despite notice to the respondent, neither arrears of rent has
been paid by him, nor the vacant possession has been handed
3 C.R.No. 107/2009 108/2009

over. The application was filed for eviction. Respondent/tenant
contested the claim by filing written statement. It was stated in
the defence that respondent is not a tenant in the said
accommodation. He has been residing as the owner because it
is ancestral property.

5. It is submitted that petitioner adopted the
respondent, therefore, he is an adopted son of the petitioner,
therefore, no question in respect of tenancy arises. Beside that,
he denied bona fide and genuine need of the petitioner in
respect of accommodation.

6. Rent Controlling Authority, Gwalior (RCA) framed as
many as five issues in the case and after considering the
evidence of rival parties, dismissed the application preferred by
the petitioner, therefore, this revision has been preferred by the
petitioner challenging the said order of rejection.

7. According to learned Senior Counsel for the
petitioner, the issue No. 1 as framed by RCA, in respect of
relationship between the petitioner and respondent (that of
landlord and tenant) was not duly dealt with in logical and legal
manner. The RCA did not give any finding over issue No. 1 and
in conclusive para, only finding to the effect that the receipt in
regard to payment of rent being not found genuine and doubtful,
therefore, according to RCA, the petitioner failed to prove the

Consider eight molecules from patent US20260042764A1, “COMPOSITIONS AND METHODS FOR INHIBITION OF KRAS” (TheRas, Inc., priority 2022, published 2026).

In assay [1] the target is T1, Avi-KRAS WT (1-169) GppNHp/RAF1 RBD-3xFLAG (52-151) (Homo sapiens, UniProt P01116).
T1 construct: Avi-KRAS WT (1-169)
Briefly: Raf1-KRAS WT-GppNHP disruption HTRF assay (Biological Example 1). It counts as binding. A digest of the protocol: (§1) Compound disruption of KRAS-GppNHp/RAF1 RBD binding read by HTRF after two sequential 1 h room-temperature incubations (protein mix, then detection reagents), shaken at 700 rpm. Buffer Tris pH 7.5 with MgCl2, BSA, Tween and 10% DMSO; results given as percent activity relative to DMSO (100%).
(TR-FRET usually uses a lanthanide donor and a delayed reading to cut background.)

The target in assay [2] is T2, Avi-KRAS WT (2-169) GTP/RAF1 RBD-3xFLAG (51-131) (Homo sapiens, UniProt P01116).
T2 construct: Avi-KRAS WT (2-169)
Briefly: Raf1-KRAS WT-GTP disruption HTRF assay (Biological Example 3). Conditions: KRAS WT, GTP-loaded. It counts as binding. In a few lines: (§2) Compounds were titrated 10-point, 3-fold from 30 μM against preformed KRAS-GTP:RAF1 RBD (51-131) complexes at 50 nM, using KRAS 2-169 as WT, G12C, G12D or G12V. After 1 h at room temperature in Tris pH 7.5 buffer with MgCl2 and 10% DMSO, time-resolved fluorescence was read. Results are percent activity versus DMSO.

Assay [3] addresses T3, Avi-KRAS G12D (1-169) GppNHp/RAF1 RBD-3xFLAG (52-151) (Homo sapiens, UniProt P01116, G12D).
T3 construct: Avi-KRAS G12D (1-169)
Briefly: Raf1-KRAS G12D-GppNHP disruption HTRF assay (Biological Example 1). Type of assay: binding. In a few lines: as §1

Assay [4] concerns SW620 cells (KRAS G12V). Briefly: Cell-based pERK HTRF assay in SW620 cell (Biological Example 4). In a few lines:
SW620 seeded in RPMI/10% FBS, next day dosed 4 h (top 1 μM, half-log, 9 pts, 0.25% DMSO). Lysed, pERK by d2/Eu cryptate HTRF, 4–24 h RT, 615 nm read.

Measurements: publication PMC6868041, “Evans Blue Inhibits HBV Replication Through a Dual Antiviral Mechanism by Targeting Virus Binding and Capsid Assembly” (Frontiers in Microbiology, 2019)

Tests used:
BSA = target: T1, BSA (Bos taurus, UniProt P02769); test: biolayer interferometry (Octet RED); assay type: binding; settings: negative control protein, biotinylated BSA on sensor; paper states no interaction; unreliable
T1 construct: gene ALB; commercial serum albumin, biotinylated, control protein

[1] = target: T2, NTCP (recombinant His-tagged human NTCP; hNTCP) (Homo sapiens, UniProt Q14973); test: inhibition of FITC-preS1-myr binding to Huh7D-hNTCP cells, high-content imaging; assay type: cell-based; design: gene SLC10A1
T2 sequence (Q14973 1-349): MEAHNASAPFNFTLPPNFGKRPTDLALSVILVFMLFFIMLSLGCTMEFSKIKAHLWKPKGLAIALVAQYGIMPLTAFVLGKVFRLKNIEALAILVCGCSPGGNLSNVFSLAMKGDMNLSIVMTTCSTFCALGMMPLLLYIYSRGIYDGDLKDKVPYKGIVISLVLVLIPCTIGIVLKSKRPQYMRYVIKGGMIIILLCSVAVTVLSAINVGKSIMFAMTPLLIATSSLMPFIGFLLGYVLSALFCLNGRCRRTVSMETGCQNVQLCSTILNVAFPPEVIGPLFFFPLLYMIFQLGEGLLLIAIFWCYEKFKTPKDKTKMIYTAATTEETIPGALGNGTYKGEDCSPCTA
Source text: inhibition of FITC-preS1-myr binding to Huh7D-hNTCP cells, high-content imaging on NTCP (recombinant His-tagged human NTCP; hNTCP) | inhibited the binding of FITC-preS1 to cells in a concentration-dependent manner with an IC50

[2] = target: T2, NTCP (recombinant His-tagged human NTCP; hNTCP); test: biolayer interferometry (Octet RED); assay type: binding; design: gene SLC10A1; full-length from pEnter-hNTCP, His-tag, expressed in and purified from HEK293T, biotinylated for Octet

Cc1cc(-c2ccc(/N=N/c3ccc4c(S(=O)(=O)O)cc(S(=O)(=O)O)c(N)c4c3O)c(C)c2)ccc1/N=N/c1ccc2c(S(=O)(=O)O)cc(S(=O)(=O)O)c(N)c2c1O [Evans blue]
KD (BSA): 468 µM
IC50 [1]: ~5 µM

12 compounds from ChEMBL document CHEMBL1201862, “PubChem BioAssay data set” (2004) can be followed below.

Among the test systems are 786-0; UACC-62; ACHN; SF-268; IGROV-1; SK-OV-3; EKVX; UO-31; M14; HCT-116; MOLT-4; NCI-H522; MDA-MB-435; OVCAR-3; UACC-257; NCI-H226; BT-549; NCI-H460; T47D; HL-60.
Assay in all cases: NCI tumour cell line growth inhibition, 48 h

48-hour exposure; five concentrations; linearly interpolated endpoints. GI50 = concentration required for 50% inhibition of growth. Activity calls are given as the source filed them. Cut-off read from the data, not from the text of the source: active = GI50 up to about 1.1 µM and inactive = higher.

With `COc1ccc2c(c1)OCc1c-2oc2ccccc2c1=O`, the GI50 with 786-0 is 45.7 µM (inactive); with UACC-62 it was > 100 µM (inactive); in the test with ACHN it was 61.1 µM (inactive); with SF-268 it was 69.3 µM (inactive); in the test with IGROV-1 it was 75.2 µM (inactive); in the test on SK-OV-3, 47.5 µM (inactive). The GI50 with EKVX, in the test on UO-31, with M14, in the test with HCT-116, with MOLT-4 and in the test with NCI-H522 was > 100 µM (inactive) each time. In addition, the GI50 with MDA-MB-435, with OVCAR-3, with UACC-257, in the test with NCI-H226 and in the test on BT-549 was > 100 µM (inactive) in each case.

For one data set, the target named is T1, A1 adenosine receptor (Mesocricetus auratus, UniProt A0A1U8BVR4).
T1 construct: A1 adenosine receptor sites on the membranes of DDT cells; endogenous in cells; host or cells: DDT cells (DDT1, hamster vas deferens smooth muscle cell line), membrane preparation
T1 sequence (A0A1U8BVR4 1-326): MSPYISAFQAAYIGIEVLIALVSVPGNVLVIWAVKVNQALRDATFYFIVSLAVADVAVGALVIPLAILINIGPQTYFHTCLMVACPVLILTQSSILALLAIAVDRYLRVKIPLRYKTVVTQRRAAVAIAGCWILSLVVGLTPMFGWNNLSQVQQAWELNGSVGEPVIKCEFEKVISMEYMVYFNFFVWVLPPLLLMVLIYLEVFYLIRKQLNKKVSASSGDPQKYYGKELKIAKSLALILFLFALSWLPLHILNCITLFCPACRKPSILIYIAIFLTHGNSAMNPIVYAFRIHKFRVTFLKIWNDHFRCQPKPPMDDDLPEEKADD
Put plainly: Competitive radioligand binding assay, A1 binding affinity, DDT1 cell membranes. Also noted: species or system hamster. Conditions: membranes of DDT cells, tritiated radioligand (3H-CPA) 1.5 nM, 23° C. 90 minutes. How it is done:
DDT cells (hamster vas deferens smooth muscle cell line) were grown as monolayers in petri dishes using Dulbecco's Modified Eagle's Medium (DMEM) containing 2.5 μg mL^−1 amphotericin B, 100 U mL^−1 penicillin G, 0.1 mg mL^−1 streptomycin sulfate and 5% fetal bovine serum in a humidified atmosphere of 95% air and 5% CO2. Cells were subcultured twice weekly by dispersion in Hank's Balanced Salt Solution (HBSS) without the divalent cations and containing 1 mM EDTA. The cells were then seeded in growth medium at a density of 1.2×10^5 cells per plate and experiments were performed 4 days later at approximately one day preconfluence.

relationship of landlord and tenant between him and respondent.
Mere reference that receipts are doubtful and not genuine
cannot be termed as sufficient ground as required by
law,therefore,order appears to be perverse and illegal in respect
of issue No. 1.

8. It is further submitted that accommodation let for
residential purpose if is required by landlord for residential
purpose for himself or any member of his family or for any
purpose for whose benefit the accommodation is held then the
legislative intent is clear; wherein, it is not required for the
landlord to be the owner thereof. Therefore, ownership of the
premises is not required to be proved. In the present case, when
the petitioner purchased the property by registered sale deed
4 C.R.No. 107/2009 108/2009

(Ex. P/1) then it was sufficient to hold that petitioner is the owner
of the accommodation. The receipts in regard to payment of rent
were on record for establishing relationship of landlord and
tenant and there was no rebuttal on behalf of tenant. In such
circumstances, RCA caused perversity and jurisdictional error in
rejecting the petition preferred by the petitioner.

9. According to learned senior counsel for the
petitioner, respondent has set forth his defence in the written
statement that the property in question is an ancestral property
in which the respondent is residing as a co-title holder being an
adopted son of petitioner, therefore, he cannot be held to be a
tenant, was a defence which could not have been appreciated
because these two aspects were out of scope for reaching to the
decision under the present jurisdiction. Burden was on the
tenant to prove that he is an adopted son as well as he was
residing in the accommodation in question as a co-owner but the
RCA wrongly placed the onus over the petitioner and passed the
impugned order. In absence of any cogent evidence led on
behalf of the respondent regarding his status as adopted son,
RCA could not have passed the impugned order. The order to
that extent is perverse and contrary to facts and record. Further
submissions of petitioner was that RCA had erred in deciding